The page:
Makayaji Temple 摩訶耶寺
Makayaji Temple is worth the 1,000-plus yen taxi fare or 20-minute walk from Makkabi Station to see its Heian-era style garden, three important religious sculptures and it's painted ceiling.
History of Makayaji Temple
Makayaji Temple dates from the early Kamakura Period (1192-1333) of Japanese history and the interior of the temple contains two Important National Treasures and one Important Cultural Property of Shizuoka Prefecture.
As you remove your shoes and enter the temple's main hall (honden) look up at the painted wooden ceiling made from zelkova wood with designs of mythical creatures from the Buddhist pantheon. This room also includes a wooden image of Kobo Daishi (aka Kukai 774–835), the founder of the Shingon school of Buddhism and a series of small statues of the ten Buddhist kings, who oversee the underworld in Buddhist mythology (there are in fact 12 of them here).
To your left in a small anteroom are the three Buddhist statues and the main treasures of Makayaji Temple.
The central, seated Buddhist image is classified as an Important Cultural Property of Shizuoka Prefecture and not a National Treasure as the wooden backing to the statue is of a later date to the main figure which is believed to date from the Heian Period (794-1192).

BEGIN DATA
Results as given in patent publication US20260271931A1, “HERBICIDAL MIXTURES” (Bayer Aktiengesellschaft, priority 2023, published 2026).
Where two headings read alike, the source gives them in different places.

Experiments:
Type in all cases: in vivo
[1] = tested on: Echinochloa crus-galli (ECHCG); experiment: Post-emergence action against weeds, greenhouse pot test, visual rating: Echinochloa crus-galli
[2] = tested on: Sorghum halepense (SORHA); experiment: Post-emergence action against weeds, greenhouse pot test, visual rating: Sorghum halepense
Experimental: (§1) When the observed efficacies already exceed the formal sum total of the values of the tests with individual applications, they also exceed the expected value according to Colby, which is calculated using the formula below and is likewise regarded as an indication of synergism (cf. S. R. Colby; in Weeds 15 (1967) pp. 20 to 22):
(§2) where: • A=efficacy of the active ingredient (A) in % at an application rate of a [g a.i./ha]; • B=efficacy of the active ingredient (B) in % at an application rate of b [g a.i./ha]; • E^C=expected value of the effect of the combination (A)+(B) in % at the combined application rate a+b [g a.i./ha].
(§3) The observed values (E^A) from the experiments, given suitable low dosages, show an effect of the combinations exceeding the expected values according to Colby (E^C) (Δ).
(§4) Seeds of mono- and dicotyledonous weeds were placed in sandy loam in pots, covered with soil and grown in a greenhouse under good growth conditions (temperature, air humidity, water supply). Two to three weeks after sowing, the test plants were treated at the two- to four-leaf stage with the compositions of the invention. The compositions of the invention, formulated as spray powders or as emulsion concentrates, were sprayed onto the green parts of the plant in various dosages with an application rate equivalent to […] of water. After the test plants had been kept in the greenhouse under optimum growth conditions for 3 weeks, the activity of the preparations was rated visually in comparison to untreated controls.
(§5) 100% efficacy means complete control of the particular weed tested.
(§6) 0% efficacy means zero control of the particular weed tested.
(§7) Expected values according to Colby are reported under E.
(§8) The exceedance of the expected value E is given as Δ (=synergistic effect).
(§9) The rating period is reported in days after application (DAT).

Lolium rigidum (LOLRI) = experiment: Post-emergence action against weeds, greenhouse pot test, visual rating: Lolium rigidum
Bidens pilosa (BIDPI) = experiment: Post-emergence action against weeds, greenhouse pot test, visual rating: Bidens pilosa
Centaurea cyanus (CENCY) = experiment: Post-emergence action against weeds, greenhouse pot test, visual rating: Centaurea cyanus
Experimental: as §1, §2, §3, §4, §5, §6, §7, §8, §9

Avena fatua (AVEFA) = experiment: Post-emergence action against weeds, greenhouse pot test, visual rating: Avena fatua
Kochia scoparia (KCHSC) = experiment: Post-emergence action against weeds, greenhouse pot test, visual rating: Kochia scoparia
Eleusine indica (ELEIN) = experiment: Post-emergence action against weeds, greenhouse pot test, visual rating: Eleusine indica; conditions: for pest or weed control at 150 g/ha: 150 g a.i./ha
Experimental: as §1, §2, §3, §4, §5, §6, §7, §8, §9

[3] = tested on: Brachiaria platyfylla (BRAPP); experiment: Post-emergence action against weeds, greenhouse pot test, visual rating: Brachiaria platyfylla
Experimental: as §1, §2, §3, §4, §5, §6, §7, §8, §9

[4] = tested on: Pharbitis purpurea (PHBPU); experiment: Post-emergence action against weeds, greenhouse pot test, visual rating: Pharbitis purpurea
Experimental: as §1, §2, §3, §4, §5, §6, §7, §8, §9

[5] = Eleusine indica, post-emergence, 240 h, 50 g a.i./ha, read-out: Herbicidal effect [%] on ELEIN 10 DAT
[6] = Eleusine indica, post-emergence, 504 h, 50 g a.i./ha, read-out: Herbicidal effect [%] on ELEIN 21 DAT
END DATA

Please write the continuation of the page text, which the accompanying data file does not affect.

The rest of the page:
The seated Buddha is flanked by a standing image of a "thousand-armed" image of Kannon (Senju Kannon; Avalokitesvara) dating from the middle Heian Period or so-called Fujiwara era and another standing image of the guardian deity Fudo Myo-o (Acala) complete with raised sword with the handle carved as a vajra, thick eyebrows and a fearsome expression. This statue is carved from a single piece of wood and note how the artist has skillfully used the grain of the wood at the elbows and chest of the statue. The image of Kannon was most likely painted after it was carved, though now only traces of red paint can be seen on the lips.
Makayaji Temple Garden
After seeing the interior of Makayagi Temple walk out to admire the Heian-era style garden with central pond, artificial hills and lovely groupings of stones. The garden can be enjoyed throughout Japan's seasons and includes plum trees, winter hazel and magnolia in late winter and early spring, Yoshino cherry trees in spring, water-lilies and hydrangeas in the summer.
Getting to Makayaji Temple
421 Mikkabi Makaya
Tel: 053 525 0027
Closed: August 10
Admission: 300 yen
Take a JR Tokaido Line train from Hamamatsu or Toyohashi to Shinjohara and then change to a Tenryu Hamanako Line train to Mikkabi Station, itself an historic, wooden structure dating from the Taisho Period and home to Granny's Cafe. A taxi takes about 10 minutes to Makayaji or enjoy the 20-minute stroll, which leads through a short road tunnel past a pleasant shrine.
By road Mikayaji Temple is 15 minutes from Mikkabi IC on the Tomei Expressway.
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